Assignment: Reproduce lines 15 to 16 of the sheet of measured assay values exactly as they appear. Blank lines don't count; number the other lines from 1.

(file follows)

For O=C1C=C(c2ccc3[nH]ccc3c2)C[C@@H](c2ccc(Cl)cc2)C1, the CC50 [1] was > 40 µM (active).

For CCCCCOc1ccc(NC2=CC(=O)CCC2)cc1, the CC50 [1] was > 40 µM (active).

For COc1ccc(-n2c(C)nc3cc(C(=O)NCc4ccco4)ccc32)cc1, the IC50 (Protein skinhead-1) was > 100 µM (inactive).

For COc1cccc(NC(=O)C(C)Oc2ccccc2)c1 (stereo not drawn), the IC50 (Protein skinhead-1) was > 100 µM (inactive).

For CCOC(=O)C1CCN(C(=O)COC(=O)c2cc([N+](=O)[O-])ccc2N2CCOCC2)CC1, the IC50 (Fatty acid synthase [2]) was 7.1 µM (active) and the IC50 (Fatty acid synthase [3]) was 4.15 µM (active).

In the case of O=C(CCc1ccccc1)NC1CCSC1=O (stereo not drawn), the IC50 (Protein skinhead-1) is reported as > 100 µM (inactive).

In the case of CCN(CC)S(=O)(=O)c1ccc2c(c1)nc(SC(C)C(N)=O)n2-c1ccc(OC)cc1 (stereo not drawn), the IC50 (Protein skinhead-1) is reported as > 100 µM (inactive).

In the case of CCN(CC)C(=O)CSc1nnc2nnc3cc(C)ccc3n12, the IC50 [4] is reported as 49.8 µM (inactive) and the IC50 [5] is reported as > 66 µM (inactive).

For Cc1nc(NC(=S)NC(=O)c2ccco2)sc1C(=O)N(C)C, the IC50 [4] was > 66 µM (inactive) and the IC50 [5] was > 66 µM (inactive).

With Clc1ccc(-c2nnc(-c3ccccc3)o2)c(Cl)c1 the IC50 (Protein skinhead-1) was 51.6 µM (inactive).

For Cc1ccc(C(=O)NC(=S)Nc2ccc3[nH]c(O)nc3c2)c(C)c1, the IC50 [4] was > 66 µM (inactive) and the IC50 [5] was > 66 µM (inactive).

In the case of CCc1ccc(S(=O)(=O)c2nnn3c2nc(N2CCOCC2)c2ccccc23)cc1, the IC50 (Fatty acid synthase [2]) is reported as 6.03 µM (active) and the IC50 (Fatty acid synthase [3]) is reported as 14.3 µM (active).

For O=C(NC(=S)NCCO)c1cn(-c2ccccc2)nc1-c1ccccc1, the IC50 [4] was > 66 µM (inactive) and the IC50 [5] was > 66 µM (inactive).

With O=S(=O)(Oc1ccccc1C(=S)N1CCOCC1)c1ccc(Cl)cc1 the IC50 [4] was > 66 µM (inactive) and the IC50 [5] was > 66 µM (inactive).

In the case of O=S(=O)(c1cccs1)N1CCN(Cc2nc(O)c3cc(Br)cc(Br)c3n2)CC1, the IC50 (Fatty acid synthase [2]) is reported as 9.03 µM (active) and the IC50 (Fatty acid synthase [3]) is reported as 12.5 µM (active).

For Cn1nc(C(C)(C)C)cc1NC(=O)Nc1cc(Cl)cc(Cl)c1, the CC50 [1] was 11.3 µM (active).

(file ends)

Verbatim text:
In the case of O=S(=O)(c1cccs1)N1CCN(Cc2nc(O)c3cc(Br)cc(Br)c3n2)CC1, the IC50 (Fatty acid synthase [2]) is reported as 9.03 µM (active) and the IC50 (Fatty acid synthase [3]) is reported as 12.5 µM (active).

For Cn1nc(C(C)(C)C)cc1NC(=O)Nc1cc(Cl)cc(Cl)c1, the CC50 [1] was 11.3 µM (active).